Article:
About the Artist
My mother was an artist who was trained in fashion design and illustration. She worked in New York City for a few years before marrying and moving back to her hometown in the Finger Lakes Region of New York State where she continued to do fashion illustration and advertising for various department stores. As her family grew she started teaching art at the elementary school level.
So the love of art was an intrinsic part of my life growing up. I can remember always doing some sort of art from my earliest years, and eventually went to college to study Fine Art in Buffalo, New York. After graduation I worked as a photo-realist painter and had my work exhibited in the Albright Knox Art Gallery and what is now the Burchfield Penney Art Center. (1)
In addition, I have always been a compulsive doodler of wild designs and characters. At the encouragement of some friends I decided to make use of my creative drawing and photo-realist air brush skills and began working as a commercial illustrator (2). Initially I did product illustration for many local advertising agencies in Buffalo, and also for companies including Fisher Price and Rich Products. Later, I began working as a children’s illustrator, creating imaginative characters for Sports Illustrated for Kids, Disney Digest, 123 Contact, and various other magazines and books. I also illustrated a number of the Garbage Pail Kids bubble gum cards (3), and did a self-promotional illustration that I strongly suspect was the inspiration for the look of the animated film Planet 51. (4)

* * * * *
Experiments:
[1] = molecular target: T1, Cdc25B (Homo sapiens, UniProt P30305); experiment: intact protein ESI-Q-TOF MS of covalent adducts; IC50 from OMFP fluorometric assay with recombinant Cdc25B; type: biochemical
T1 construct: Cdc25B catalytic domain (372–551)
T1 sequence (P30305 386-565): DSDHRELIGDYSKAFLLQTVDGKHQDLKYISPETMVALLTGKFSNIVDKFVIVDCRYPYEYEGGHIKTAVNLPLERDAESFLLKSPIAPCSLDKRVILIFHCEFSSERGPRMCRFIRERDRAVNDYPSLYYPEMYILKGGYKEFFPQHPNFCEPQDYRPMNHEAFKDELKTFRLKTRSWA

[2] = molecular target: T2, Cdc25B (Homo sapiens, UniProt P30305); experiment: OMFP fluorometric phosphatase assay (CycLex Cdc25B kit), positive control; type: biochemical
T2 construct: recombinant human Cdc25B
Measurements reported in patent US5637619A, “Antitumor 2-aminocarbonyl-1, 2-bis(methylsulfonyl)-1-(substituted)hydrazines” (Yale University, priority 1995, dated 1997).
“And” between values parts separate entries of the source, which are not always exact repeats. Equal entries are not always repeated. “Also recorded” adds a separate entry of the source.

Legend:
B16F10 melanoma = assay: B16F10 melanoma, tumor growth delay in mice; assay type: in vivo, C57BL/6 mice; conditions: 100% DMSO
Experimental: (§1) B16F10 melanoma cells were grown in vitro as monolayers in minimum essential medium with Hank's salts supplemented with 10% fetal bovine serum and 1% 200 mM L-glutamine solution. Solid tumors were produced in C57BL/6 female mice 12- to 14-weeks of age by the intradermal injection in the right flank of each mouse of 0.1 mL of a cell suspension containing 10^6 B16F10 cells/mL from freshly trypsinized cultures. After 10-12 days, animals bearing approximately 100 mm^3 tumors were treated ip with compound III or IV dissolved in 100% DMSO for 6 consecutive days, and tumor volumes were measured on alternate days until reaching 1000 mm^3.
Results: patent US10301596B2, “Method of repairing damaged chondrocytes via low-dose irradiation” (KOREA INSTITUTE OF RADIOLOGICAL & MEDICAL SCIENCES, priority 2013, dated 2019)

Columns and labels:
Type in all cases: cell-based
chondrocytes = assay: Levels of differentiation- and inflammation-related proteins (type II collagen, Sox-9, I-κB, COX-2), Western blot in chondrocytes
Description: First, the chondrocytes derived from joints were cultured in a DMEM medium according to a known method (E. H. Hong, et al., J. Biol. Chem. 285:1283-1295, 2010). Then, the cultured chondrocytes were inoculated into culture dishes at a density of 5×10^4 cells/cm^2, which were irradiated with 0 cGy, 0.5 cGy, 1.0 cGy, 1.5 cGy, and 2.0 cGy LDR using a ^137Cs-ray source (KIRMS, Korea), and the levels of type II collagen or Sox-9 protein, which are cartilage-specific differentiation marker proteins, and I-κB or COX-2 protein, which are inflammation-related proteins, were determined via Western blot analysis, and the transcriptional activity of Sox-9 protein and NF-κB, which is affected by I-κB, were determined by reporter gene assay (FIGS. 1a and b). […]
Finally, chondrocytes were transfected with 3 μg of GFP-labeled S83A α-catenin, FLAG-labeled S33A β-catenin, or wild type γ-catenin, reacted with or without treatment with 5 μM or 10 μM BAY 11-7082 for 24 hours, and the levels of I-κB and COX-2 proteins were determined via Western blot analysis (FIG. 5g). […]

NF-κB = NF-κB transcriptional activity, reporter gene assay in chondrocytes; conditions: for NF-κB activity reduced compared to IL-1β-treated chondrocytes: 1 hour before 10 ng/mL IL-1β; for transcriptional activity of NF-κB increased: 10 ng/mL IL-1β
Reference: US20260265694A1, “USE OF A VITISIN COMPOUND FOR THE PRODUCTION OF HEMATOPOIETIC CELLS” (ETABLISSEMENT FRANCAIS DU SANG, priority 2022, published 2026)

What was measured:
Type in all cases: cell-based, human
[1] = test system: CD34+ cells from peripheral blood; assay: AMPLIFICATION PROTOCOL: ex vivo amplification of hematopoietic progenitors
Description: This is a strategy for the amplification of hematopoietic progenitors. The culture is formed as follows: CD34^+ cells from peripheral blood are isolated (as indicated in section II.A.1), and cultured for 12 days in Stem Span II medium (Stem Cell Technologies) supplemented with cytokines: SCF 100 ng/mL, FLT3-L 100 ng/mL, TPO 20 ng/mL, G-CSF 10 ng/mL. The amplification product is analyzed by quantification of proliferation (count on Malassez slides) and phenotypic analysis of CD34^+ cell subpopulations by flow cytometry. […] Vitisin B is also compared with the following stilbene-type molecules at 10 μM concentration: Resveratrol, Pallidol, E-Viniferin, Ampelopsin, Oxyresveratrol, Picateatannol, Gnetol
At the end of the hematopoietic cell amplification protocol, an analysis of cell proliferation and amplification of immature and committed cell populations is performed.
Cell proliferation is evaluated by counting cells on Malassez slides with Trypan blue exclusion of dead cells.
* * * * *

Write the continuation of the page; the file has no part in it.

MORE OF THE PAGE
After many years as a commercial illustrator, I decided to phase out of commercial work because more and more requests were being made for digitally created art. As a person who loves the tactile and sensual aspects of working with paper, pencil, brush and paint, I found the virtual method of art creation unrewarding.
Subsequently I spent a few years painting murals on motorcycles as I was also an enthusiast at that time.(5)
I have also from a young age loved building and playing electric guitars. Eventually I accumulated the tools for a workshop and machine shop and started to build one-of-a-kind guitars that are functional as well as unique works of art. (6) These were designed to subtly reference my appreciation of automotive design from the 1940s through the 1960s, as well as oddball guitar precedents from the 1960s. Although they are enjoyable to design and build, and I have received support and critical attention, it became apparent that I was beginning to become more of a manufacturer than an artist.
As a consequence I started painting on canvas again in 2009, and am happy to have come back full circle to my artistic roots and the hands-on creative process.